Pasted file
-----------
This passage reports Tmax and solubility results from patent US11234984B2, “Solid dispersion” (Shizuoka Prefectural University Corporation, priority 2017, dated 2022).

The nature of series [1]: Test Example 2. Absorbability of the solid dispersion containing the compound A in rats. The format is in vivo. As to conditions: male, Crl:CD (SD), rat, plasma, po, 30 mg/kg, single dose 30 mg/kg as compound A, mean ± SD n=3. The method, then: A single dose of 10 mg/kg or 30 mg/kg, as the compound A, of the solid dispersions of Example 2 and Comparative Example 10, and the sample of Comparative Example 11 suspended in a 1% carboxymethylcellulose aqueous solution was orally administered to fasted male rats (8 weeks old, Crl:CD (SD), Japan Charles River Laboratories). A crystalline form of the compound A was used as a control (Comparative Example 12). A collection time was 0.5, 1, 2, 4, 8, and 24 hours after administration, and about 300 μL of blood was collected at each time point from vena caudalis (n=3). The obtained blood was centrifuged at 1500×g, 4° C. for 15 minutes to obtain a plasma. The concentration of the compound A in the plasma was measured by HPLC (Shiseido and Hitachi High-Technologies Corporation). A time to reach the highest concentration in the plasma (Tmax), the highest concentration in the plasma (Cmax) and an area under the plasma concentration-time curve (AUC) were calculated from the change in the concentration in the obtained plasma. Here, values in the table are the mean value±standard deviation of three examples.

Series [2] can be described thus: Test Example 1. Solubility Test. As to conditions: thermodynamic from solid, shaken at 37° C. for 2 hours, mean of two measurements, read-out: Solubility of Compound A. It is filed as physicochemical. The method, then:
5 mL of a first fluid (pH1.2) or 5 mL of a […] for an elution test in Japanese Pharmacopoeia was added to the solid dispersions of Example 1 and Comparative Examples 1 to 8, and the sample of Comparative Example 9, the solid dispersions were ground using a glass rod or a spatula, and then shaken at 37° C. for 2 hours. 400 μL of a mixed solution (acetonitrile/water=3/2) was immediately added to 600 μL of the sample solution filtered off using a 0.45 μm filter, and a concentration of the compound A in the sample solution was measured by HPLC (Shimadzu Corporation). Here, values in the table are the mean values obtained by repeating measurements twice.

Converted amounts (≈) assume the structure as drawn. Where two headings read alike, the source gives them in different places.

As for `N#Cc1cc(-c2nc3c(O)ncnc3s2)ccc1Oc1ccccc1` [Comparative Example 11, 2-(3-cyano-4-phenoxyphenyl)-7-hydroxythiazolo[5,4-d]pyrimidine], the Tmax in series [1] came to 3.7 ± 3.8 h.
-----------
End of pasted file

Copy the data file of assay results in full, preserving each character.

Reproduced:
This passage reports Tmax and solubility results from patent US11234984B2, “Solid dispersion” (Shizuoka Prefectural University Corporation, priority 2017, dated 2022).

The nature of series [1]: Test Example 2. Absorbability of the solid dispersion containing the compound A in rats. The format is in vivo. As to conditions: male, Crl:CD (SD), rat, plasma, po, 30 mg/kg, single dose 30 mg/kg as compound A, mean ± SD n=3. The method, then: A single dose of 10 mg/kg or 30 mg/kg, as the compound A, of the solid dispersions of Example 2 and Comparative Example 10, and the sample of Comparative Example 11 suspended in a 1% carboxymethylcellulose aqueous solution was orally administered to fasted male rats (8 weeks old, Crl:CD (SD), Japan Charles River Laboratories). A crystalline form of the compound A was used as a control (Comparative Example 12). A collection time was 0.5, 1, 2, 4, 8, and 24 hours after administration, and about 300 μL of blood was collected at each time point from vena caudalis (n=3). The obtained blood was centrifuged at 1500×g, 4° C. for 15 minutes to obtain a plasma. The concentration of the compound A in the plasma was measured by HPLC (Shiseido and Hitachi High-Technologies Corporation). A time to reach the highest concentration in the plasma (Tmax), the highest concentration in the plasma (Cmax) and an area under the plasma concentration-time curve (AUC) were calculated from the change in the concentration in the obtained plasma. Here, values in the table are the mean value±standard deviation of three examples.

Series [2] can be described thus: Test Example 1. Solubility Test. As to conditions: thermodynamic from solid, shaken at 37° C. for 2 hours, mean of two measurements, read-out: Solubility of Compound A. It is filed as physicochemical. The method, then:
5 mL of a first fluid (pH1.2) or 5 mL of a […] for an elution test in Japanese Pharmacopoeia was added to the solid dispersions of Example 1 and Comparative Examples 1 to 8, and the sample of Comparative Example 9, the solid dispersions were ground using a glass rod or a spatula, and then shaken at 37° C. for 2 hours. 400 μL of a mixed solution (acetonitrile/water=3/2) was immediately added to 600 μL of the sample solution filtered off using a 0.45 μm filter, and a concentration of the compound A in the sample solution was measured by HPLC (Shimadzu Corporation). Here, values in the table are the mean values obtained by repeating measurements twice.

Converted amounts (≈) assume the structure as drawn. Where two headings read alike, the source gives them in different places.

As for `N#Cc1cc(-c2nc3c(O)ncnc3s2)ccc1Oc1ccccc1` [Comparative Example 11, 2-(3-cyano-4-phenoxyphenyl)-7-hydroxythiazolo[5,4-d]pyrimidine], the Tmax in series [1] came to 3.7 ± 3.8 h.